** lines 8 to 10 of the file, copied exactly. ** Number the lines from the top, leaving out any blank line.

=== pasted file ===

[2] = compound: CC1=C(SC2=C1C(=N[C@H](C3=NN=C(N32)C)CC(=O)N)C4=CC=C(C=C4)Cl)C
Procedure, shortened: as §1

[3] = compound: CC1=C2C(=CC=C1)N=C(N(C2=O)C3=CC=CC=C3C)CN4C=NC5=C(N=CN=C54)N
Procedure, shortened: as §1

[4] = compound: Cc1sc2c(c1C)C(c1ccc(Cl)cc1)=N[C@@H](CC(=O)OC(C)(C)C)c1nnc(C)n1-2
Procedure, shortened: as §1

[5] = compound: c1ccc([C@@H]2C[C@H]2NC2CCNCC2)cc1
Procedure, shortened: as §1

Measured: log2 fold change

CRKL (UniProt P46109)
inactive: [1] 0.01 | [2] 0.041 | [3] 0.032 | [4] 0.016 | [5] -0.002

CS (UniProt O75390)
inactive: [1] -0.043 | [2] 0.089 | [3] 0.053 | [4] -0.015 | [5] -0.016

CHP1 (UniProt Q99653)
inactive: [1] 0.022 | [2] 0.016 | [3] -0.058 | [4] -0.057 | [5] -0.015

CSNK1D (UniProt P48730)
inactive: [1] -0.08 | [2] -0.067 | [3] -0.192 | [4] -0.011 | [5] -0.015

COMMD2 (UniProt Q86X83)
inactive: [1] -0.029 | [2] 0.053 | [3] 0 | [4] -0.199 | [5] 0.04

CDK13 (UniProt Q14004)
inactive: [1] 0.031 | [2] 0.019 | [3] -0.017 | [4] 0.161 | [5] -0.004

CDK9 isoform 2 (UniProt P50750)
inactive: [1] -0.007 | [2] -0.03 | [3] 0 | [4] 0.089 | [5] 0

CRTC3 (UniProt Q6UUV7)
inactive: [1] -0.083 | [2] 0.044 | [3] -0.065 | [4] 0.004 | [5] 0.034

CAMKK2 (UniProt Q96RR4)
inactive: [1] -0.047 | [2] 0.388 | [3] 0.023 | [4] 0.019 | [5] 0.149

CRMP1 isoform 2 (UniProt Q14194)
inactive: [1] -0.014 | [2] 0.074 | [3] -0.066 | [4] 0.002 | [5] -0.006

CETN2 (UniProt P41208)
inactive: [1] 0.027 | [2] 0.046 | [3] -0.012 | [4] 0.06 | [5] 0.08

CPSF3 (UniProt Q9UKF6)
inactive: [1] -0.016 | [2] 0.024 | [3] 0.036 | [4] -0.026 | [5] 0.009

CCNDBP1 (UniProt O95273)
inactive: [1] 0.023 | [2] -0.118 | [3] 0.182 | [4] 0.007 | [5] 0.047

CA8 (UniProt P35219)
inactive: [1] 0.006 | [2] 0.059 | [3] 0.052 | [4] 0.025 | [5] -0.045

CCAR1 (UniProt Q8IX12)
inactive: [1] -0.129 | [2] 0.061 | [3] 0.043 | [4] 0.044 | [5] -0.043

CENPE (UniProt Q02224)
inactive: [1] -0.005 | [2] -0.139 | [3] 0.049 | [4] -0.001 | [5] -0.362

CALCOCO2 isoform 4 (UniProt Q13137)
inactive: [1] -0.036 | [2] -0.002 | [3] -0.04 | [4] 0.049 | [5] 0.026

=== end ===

Procedure, shortened: as §1

Measured: log2 fold change

CRKL (UniProt P46109)